DeSantis signs bill requiring school curriculum transparency in Florida
“In Florida, our parents have every right to be involved in their child’s education. We are not going to let politicians deny parents the right to know what is being taught in our schools," governor said.
Gov. Ron DeSantis signed a bill into law Friday that requires Florida school districts to be transparent in the selection of instructional materials, including library and reading materials.
As a part of the “Year of the Parent,” a commitment DeSantis has made to prioritize parental rights, DeSantis signed HB 1467, which includes several protections for parents, such as requiring school districts to allow parents to review all books in the school library, all required classroom book lists, and any instructional materials teachers use.
“In Florida, our parents have every right to be involved in their child’s education. We are not going to let politicians deny parents the right to know what is being taught in our schools. I’m proud to sign this legislation that ensures curriculum transparency,” DeSantis said.
“While teachers, school administrators, and school board members have a tremendous amount of authority over what and how our kids are taught in school, at the end of the day, parents – not schools – are responsible for raising children," Senate President Wilton Simpson said. "Florida parents are seeking greater involvement in many aspects of our education system, and this legislation speaks to that effort. The books our kids are reading in schools need to have proper vetting.”
The new law also establishes a 12-year term limit for school board members. Adding term limits, House Speaker Chris Sprowls said, “helps to weaken any political motives and shifts the focus of school boards back to the best interests of our children, as it should be.”
The new law requires school districts convening for the purpose of selecting instructional materials to post meeting notices and make them open to the public. They must also provide access to all materials at least 20 days prior to the school board taking official action on instructional materials, according to the new law. The Department of Education will also be required to publish a list of materials that have been removed or discontinued by school boards as a result of an objection and disseminate the list to school districts for their consideration.
School district library media center materials and assigned school or grade-level reading lists must also be reviewed by a district employee holding a valid educational media specialist certificate and require the DOE to develop an online training program for librarians and media specialists. Additionally, the superintendent of schools in each district must certify to the DOE Commissioner that all school librarians and media center specialists have taken this training.
“I hadn’t been involved with the school board prior to COVID. It got us paying attention,” Rebecca Sarwi, a Volusia County parent, said. “Our first time showing up in person at the school board meeting, I, along with 6 other mothers, were trespassed from the location for a whole year due to not wearing a mask and they silenced our voice from public comment.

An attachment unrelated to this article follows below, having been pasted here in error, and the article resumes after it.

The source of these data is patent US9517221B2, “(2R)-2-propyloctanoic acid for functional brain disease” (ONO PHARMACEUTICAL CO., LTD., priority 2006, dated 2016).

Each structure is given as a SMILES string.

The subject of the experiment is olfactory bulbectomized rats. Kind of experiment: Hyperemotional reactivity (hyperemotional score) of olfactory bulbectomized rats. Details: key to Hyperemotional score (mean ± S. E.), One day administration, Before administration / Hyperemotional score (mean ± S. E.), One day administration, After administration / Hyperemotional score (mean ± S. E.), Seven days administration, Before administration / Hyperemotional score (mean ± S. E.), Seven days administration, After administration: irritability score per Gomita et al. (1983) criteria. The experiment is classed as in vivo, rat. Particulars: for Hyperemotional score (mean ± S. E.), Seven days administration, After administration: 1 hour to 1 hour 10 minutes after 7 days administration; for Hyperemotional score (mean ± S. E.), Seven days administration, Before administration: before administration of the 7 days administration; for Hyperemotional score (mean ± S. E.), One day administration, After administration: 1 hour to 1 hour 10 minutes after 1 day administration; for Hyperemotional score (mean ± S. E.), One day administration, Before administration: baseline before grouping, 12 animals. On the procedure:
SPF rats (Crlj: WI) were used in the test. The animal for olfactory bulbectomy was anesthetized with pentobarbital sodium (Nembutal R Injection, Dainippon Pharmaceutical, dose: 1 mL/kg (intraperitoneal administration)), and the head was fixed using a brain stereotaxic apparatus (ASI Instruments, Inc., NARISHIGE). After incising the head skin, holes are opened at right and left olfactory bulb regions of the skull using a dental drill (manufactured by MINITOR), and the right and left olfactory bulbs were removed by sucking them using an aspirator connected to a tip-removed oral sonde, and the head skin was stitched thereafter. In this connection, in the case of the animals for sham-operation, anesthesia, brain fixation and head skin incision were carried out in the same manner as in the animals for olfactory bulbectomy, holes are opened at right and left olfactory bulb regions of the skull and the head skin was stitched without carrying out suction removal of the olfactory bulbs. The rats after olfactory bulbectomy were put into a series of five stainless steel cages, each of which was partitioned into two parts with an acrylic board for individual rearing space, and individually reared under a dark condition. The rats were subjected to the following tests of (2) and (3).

“It has been an eye-opening experience to the lengths that they would assert their power,” she added. “But since COVID restrictions made us acutely aware of the power behind the school board, we are now paying attention to their meetings, agendas and curriculum and so many other concerns were coming to the surface now that we are paying attention.”
Other parents expressed concerned about sexually explicit material in libraries and classroom reading lists.
“The Year of the Parent” comes after the U.S. Department of Justice last year announced it would be investigating parents who protest at school board meetings, potentially considering them domestic terrorists. The DOJ did so after the National School Boards Association sent a letter to the DOJ likening parents protesting the teaching of so-called critical race theory, mask mandates and other local school decisions to domestic terrorists and requested federal intervention.
The association, to which state school board associations pay dues, later apologized. But 26 state school board associations distanced themselves from it, including Florida's.
Within months of the NSBA’s DOJ letter, the Florida Schools Boards Association unanimously voted to end its association with it over “concerns surrounding NSBA’s governance, leadership, transparency, and failure to embrace non-partisanship.”
However, the DOJ has not changed its stance, and 14 Republican attorneys general sued. Led by Indiana Attorney General Todd Rokita, they want the DOJ to drop its directive to investigate parents and to respond to letters and Freedom of Information requests that multiple attorneys general submitted last year.
Last month, the Florida Legislature also passed a parental bill of rights that requires schools to teach children age-appropriate material. It also requires that parents be able to access their children’s records and involve them in the decisions about mental health and other services offered for their children. It also allows parents to sue schools over violations.
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